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Lecture

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Department
Biology
Course
BLG 251
Professor
Shavin Malhotra
Semester
Fall

Description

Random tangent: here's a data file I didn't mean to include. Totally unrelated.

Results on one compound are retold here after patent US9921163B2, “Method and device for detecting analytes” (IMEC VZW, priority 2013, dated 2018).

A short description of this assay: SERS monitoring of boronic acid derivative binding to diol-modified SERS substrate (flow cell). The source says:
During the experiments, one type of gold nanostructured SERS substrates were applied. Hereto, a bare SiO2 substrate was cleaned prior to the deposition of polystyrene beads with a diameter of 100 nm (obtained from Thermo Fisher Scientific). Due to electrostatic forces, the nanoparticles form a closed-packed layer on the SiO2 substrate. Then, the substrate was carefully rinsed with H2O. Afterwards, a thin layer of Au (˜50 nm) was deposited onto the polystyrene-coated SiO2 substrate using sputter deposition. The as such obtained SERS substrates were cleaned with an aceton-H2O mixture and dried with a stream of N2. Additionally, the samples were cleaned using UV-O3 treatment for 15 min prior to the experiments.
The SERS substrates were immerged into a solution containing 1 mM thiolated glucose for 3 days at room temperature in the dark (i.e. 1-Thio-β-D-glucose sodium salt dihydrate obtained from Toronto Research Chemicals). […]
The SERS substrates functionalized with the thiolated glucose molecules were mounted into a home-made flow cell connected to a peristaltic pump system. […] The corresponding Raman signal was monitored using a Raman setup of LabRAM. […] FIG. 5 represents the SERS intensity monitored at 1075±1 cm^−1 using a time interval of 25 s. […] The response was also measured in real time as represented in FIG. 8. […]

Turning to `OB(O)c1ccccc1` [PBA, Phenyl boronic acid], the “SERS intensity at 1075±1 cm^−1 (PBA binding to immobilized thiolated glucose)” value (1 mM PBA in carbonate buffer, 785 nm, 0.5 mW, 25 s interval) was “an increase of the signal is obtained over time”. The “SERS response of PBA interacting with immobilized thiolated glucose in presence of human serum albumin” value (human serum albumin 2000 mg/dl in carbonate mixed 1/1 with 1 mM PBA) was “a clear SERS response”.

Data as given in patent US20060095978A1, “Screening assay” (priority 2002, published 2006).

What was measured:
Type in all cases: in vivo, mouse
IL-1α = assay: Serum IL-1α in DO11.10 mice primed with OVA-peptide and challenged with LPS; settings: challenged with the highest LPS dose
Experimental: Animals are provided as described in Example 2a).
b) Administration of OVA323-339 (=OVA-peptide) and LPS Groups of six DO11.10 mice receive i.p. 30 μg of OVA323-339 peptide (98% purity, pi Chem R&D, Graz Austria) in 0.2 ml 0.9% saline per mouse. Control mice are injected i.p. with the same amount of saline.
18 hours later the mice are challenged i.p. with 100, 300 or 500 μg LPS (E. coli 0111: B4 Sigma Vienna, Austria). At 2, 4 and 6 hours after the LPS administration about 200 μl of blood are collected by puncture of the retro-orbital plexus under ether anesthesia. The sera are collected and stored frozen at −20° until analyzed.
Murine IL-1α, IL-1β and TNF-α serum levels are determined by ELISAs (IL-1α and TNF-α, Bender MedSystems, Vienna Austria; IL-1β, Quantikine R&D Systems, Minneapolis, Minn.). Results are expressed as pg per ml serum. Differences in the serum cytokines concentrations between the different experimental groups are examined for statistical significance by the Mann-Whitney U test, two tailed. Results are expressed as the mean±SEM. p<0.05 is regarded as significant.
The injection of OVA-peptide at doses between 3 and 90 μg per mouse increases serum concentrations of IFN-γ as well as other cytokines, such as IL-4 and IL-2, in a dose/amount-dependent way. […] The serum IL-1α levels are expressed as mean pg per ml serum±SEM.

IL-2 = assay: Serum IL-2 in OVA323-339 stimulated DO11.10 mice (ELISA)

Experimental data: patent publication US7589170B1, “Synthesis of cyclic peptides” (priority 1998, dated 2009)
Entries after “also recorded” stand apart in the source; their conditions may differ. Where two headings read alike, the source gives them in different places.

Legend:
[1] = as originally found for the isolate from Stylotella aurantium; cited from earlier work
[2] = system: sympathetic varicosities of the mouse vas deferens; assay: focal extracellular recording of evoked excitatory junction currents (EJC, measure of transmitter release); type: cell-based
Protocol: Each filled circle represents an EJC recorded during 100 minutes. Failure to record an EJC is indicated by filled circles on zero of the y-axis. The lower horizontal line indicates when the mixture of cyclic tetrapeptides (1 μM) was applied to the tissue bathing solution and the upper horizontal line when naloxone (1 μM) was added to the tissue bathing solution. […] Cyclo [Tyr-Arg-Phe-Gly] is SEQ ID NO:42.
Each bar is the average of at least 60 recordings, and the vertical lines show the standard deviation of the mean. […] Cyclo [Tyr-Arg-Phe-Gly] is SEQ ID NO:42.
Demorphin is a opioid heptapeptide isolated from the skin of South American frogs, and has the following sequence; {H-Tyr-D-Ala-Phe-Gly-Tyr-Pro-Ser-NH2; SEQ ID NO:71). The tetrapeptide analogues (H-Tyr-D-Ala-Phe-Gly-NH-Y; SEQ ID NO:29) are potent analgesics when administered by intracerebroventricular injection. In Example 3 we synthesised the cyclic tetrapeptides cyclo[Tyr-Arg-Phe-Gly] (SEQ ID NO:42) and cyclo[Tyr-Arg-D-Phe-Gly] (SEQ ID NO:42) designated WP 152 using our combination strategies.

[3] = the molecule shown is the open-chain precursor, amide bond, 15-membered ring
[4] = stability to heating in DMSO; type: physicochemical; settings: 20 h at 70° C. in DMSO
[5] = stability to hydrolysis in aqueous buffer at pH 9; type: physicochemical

Alveolar Gas Exchange  Greater partial pressure of O2 in alveolar air / more O2 dissolves in blood (Henry's Law)  Alveoli walls are composed of endothelium → gases diffuse through 2 thin cells o Alveoli is constantly moist o O2 can dissolve and diffuse through the cells into the blood o It is then taken up by haemoglobin  Alveoli contain phagocytes to kill bacteria that have not been trapped by mucus  O2 diffuses down its conc. gradient from air to blood; CO2 diffuses from blood to air  Ventilation: Flow of air in and out of alveoli Ventilation  Tidal volume, VT, volume of air inhaled and exhaled in a normal single breath (≈0.5 L)  Functional residual capacity, FRC, volume remaining in lungs after exhalation of tidal volume (≈2.5 L)  Expiratory reserve volume, ER, volume of a maximal exhalation (≈1.5 L)  Residual volume, RV, volume remaining in lung after maximal exhalation (≈1L)  Inspiratory reserve volume, IR, additional volume that can be inhaled after inhalation of tidal volume  Vital capacity, VC, maximum volume of exhalation after lungs are maximally filled o best clinical indicator of breathing  Minute ventilation is the overall flow of air into lungs (analogous to cardiac output) o Minute Ventilation = Tidal Volume x Respiratory Rate o (0.5 litre/breath * 10 breaths/min = 5 litres per minute)  "Dead space" - not all O2 available in air is available to alveoli o Fresh air mixes with exhaled air during inspiration o Alveolar ventilation takes dead space into account o Alveolar ventilation = (Tidal Volume - Dead Space) x Respiratory Rate o (350 ml x 10 breaths per
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